Controls mounted on a production tree may be in the form of a subsea control module. Typically, subsea control modules are modular devices that regulate a supply of hydraulic fluid to subsea actuators, where the actuators are generally used to open and/or close a valve or valves. A choke bridge module is another type of module that is sometimes found on a production tree. Choke bridge modules generally regulate production flow from a production tree with an integrated flow restriction. Subsea control modules and choke bridge modules typically require replacement, installation, or removal during the operational life of the subsea wellhead assembly.
SUMMARY OF THE INVENTION
 Disclosed herein is a running tool for handling a control module attachable to a subsea production tree. In an example embodiment the running tool includes a body having a connector that attaches to a subsea wellhead assembly. Also included is a swivel on the body distal from the connector that rotates about an axis of the body. A hoist assembly is included that couples with the swivel.
 Also disclosed is a method of handling a control module subsea. In an example embodiment the method includes providing a running tool, where the running tool includes a body having an axis and a hoist assembly. The running tool is deployed subsea on a wire line to a subsea wellhead assembly and a control module is retrieved from the wellhead assembly using the hoist assembly.
BRIEF DESCRIPTION OF THE DRAWINGS
 FIG. 1 is a side partial sectional view of an example embodiment of a running tool being lowered to a subsea wellhead assembly.
 FIGS. 2-4 are side partial sectional views of the running tool of FIG. 1 coupled to the subsea wellhead assembly and replacing a subsea module on the wellhead assembly.
 FIG. 5 is a side partial sectional view of the running tool of FIG. 1 removing a subsea module from the wellhead assembly.
DETAILED DESCRIPTION OF THE INVENTION:
 The apparatus and method of the present disclosure will now be described more fully hereinafter with reference to the accompanying drawings in which embodiments are shown. This subject of the present disclosure may, however, be embodied in many different forms and should not be construed as limited to the illustrated embodiments set forth herein; rather, these embodiments are provided so that this disclosure will be thorough and complete, and will fully convey the scope of the invention to those skilled in the art. Like numbers refer to like elements throughout. For the convenience in referring to the accompanying figures, directional terms are used for reference and illustration only. For example, the directional terms such as "upper", "lower", "above", "below", and the like are being used to illustrate a relational location.
 It is to be understood that the subject of the present disclosure is not limited to the exact details of construction, operation, exact materials, or embodiments shown and described, as modifications and equivalents will be apparent to one skilled in the art. In the drawings and specification, there have been disclosed illustrative embodiments of the subject disclosure and, although specific terms are employed, they are used in a generic and descriptive sense only and not for the purpose of limitation. Accordingly, the subject disclosure is therefore to be limited only by the scope of the appended claims.
 Referring now to FIG. 1, a side view of a running tool 10 is shown being deployed subsea on lift line 12. In the example of FIG. 1, the lift line 12 is being reeled from a vessel 14 shown at the sea surface. In the example of FIG. 1, the vessel 14 is a workboat of the type typically used for subsea operations. Optionally, the vessel 14 can be an offshore rig, a floating production storage and offloading vessel (FPSO), or any type of vessel used for operations associated with a subsea assembly.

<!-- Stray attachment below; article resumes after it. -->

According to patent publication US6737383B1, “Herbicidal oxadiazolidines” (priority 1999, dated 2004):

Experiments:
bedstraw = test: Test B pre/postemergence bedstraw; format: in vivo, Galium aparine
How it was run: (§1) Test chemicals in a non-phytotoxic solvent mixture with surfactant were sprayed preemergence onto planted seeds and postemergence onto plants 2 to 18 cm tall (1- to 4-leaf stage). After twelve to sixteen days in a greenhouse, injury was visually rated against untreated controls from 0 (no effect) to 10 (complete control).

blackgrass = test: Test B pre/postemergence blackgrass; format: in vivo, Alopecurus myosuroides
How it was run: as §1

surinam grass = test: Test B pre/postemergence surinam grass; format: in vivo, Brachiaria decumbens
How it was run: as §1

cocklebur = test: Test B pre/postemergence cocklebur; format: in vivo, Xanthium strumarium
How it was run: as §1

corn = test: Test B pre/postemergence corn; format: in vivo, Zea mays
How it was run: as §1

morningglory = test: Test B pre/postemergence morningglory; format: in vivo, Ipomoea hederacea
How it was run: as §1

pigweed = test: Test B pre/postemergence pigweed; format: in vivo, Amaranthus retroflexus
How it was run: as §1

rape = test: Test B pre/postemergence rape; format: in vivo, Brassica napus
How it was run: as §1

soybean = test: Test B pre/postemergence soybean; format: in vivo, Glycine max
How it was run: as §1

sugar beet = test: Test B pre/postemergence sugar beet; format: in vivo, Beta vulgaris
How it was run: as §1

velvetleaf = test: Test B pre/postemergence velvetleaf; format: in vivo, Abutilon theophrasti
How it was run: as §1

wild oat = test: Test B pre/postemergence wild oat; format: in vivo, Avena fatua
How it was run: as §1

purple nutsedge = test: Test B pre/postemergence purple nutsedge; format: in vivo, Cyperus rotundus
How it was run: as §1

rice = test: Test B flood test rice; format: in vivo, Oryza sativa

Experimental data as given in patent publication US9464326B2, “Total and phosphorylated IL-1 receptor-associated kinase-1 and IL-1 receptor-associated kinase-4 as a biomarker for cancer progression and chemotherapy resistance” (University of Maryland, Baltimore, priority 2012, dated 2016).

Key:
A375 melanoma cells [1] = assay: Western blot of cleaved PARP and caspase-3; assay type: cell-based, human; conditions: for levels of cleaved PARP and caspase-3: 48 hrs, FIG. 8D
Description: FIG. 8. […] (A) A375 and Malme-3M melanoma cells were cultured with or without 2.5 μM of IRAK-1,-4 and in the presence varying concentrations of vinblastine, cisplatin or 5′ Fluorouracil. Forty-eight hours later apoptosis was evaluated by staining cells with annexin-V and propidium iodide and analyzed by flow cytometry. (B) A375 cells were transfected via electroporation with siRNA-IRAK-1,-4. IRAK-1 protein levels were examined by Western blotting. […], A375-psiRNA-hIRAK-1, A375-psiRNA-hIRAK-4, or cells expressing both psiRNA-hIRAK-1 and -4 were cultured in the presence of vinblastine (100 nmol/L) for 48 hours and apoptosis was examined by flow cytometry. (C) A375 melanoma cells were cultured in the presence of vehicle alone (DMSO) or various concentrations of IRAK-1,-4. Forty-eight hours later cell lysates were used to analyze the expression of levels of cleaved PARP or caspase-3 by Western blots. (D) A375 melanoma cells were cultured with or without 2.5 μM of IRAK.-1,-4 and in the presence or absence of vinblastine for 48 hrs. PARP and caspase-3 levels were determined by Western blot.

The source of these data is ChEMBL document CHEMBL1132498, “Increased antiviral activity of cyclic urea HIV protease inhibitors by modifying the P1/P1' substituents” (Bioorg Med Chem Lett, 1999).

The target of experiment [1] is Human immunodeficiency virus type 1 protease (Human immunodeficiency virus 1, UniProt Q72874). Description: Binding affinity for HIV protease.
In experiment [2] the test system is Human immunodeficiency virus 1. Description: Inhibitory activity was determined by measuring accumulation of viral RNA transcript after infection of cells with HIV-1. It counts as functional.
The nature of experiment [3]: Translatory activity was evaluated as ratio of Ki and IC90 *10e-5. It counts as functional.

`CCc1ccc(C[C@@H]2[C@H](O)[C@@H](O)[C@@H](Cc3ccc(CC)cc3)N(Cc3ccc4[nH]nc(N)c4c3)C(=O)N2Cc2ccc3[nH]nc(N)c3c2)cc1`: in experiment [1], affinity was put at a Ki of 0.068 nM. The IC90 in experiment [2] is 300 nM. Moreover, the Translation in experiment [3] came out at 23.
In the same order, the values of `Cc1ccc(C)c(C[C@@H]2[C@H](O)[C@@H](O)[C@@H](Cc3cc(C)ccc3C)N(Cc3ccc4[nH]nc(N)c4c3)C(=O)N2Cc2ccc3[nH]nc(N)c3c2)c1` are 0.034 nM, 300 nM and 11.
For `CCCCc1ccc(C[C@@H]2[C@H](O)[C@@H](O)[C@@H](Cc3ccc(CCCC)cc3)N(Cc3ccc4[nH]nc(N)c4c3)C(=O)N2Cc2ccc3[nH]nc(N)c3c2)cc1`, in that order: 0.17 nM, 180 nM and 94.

The running tool 10 is shown being lowered towards a subsea wellhead assembly 16 shown disposed at the sea floor. The running tool 10 includes a body 18, which in an example embodiment, is an elongate substantially cylindrical member. Shown on an upper end of the body 18 is a swivel portion 20 that is substantially coaxial with the body 18 and rotatable about an axis. A portion of a hoist assembly 22 attaches to a side of the swivel portion 20 and includes a jib or boom 24 shown as an elongated member that projects radially outward from the swivel portion 20. Supported on the jib 24 is a pulley 26 that is selectively movable along the length of the jib 24. A line 28, separate from the lift line 12, extends between the pulley 26 and the body 18. The running tool 10 attaches to the lift line 12 with a lift line attachment 29 shown coupled between the lift line 12 and swiveling portion 20. A replacement choke bridge module 30 is shown attached on a lateral side of the body 18. Choke bridge module 30 is releaseably parked on the body 18 and is a component to be attached to subsea equipment. In an example embodiment, the choke bridge module 30 can be deployed with the running tool 10 and used to replace an existing choke bridge module 31 shown provided with the wellhead assembly 16. The choke bridge modules 30, 31 can be used for regulating and/or diverting flow produced or otherwise flowing from the subsea wellhead assembly 16.
 Still referring to FIG. 1, the wellhead assembly 16 includes a wellhead housing 32 set over a well bore 34 bored through formation beneath the sea floor. A production tree 36 attaches to an upper end of the wellhead housing 36. A main bore 38 (shown in phantom line) extends substantially vertically through the wellhead housing 32 and production tree 36. A swab valve in the main bore 38 controls access through the main bore 38. An annular tree mandrel 39 is shown projecting upward from the production tree 36 from the main bore 38 and through a rectangular top plate 40. Column struts 42 support the top plate 40 over the production tree 36. Also included with the subsea wellhead assembly 16 are flow lines 44 coupled to lateral sides of the production tree 36. The flow lines 44 each include a wing valve 46 therein for controlling and regulating flow through the flow lines 44.